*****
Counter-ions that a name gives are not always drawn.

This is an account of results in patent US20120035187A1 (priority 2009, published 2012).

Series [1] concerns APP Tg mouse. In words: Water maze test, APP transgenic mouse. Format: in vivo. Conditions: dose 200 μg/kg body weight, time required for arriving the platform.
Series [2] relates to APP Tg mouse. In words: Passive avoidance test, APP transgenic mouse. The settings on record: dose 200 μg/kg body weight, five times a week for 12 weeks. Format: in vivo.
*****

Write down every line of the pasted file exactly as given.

Counter-ions that a name gives are not always drawn.

This is an account of results in patent US20120035187A1 (priority 2009, published 2012).

Series [1] concerns APP Tg mouse. In words: Water maze test, APP transgenic mouse. Format: in vivo. Conditions: dose 200 μg/kg body weight, time required for arriving the platform.
Series [2] relates to APP Tg mouse. In words: Passive avoidance test, APP transgenic mouse. The settings on record: dose 200 μg/kg body weight, five times a week for 12 weeks. Format: in vivo.